The End of the Tour begins in medias res as David Foster Wallace publishes his radically contemporary 1996 novel, Infinite Jest, one of the greatest in literary memory. David Lipsky, then a journalist at Rolling Stone, lobbied to cover the end of Wallace’s book tour. The resulting article never ran, but Wallace only continued to gain a cult-like following and, eventually, a tragic mythos after his 2008 suicide. Like many, Lipsky felt the loss of a great mind deeply. Adapted from Lipsky’s 2010 memoir, which revisited the tapes of that interview and his former self, the film takes a deeply humanistic approach to their rapport over five days of driving and flying and talking over junk food and cigarettes.
With Jason Segel as Wallace and Jesse Eisenberg as Lipsky, the film is based in rambling conversations, revealing Wallace as a sustained dichotomy of genius and normal guy-hood. Only 34, he feared what his newfound fame might mean for his writing. Lipsky was 30 and—though also an acclaimed young writer at the time—confronted by self-doubt and the growing realization that Wallace, who had everything he wanted, still wasn’t fulfilled.
Known for his staunch criticism of modern American culture and the corporatized distraction of mass media, Wallace is a man who (we can assume, and his surviving relatives assert) would not like to see a movie made of himself. An early devotee of Wallace, director James Ponsoldt (known for The Spectacular Now) is well aware of the weight of expectation this film must—and has—taken on.
“Infinite Jest came out in 96 and I started college in Fall of 97,” Ponsoldt tells me. “I was an English major and everyone was reading that book, or had a copy of the book and said they were reading it. It was not ‘the best book of this spring,’ it was this crazy huge thing that you had to contend with, and was probably the most substantive relationship I had that year.”
He read everything Wallace had ever written, and Wallace’s voice became a touchstone for how to filter the world. When there was a conversation or a fight or a question, Ponsoldt would ask himself, What would Wallace have to say about this? “He was this person who wasn’t literally in the room, but you felt was around… I felt like he understood something about what it was to be alive at that time that most other writers didn’t, and spoke to the psychological and emotional experience of that, and being a complicated, damaged human.” Hundreds of thousands of fellow readers felt the same.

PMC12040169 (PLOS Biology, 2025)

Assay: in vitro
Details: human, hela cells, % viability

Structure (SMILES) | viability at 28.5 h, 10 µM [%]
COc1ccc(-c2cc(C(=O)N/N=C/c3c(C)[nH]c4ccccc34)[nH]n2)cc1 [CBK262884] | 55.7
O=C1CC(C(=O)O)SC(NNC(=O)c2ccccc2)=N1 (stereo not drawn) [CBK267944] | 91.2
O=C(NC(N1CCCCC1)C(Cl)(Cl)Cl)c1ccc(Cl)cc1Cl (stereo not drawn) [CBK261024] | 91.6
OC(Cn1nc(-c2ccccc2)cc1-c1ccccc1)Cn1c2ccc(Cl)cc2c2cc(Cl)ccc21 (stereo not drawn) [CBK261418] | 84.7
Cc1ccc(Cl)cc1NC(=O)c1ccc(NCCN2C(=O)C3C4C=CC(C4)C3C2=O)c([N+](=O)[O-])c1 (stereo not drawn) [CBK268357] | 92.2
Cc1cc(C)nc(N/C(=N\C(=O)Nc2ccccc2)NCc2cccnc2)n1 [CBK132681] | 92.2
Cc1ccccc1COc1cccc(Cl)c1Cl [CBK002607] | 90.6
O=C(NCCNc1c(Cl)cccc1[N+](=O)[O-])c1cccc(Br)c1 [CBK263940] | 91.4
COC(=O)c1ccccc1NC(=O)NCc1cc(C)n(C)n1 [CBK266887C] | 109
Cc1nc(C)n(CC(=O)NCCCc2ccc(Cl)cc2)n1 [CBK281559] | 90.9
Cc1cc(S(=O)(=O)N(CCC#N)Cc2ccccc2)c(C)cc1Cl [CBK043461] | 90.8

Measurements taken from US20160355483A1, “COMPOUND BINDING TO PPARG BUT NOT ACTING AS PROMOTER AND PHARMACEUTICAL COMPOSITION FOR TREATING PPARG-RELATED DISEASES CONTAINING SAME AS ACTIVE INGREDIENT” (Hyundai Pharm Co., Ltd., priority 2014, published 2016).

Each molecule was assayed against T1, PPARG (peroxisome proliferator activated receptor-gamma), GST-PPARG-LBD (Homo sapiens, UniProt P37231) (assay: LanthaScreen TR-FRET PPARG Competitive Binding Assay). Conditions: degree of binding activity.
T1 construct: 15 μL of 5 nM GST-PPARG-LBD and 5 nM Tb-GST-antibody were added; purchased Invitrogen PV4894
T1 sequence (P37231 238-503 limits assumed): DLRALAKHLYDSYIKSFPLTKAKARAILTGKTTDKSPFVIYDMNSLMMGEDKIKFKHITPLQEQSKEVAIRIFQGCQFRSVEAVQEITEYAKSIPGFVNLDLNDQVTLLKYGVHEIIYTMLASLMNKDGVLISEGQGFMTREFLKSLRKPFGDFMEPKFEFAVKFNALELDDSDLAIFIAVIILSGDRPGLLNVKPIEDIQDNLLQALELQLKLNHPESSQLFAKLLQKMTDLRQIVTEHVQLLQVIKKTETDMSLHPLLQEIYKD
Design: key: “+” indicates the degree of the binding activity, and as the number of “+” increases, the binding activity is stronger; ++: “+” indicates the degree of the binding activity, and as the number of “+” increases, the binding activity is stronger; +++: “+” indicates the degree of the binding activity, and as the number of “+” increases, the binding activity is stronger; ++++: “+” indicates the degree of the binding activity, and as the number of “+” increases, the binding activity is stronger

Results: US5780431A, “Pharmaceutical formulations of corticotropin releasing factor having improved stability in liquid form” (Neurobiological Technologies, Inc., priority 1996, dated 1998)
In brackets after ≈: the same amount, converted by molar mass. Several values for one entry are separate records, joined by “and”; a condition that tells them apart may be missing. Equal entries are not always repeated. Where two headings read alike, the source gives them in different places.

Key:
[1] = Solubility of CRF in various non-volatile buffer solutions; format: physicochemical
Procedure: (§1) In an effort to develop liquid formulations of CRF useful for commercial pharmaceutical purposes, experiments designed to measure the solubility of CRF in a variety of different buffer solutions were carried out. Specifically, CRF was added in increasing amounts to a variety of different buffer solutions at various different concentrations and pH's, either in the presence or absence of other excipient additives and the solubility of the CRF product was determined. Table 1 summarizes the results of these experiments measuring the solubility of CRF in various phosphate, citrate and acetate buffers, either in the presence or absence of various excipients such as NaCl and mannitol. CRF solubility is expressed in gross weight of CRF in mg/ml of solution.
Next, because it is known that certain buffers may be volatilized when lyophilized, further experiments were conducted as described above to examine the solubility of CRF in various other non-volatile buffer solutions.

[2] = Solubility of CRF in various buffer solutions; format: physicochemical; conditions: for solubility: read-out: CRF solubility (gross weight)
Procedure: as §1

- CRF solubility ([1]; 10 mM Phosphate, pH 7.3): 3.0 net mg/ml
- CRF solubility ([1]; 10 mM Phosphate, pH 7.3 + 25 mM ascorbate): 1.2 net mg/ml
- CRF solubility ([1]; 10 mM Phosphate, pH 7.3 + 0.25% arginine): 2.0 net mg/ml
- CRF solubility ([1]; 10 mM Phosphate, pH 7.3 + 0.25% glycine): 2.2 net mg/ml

“I felt like [Wallace] understood
something about what it was to be alive
at that time that most other writers
didn’t, and spoke to the psychological
and emotional experience of that,
and being a complicated, damaged human.”
— James Ponsoldt
So when he was sent the script by his former Yale professor (and Pulitzer Prize winning playwright) Donald Margulies, Ponsoldt had to ask himself, “Is this a losing proposition?” It’s not an unfair question, as it’s a tenuous and almost insurmountable task to portray a very private, very admired writer when he had previously existed in the world of the mind, on paper, without intermediary. “I just read the script, though,” Ponsoldt says, “and it was so moving! So pitch-perfect. Such a tonal tightrope walk. And I was like, oh fuck. Fuck fuck fuck.”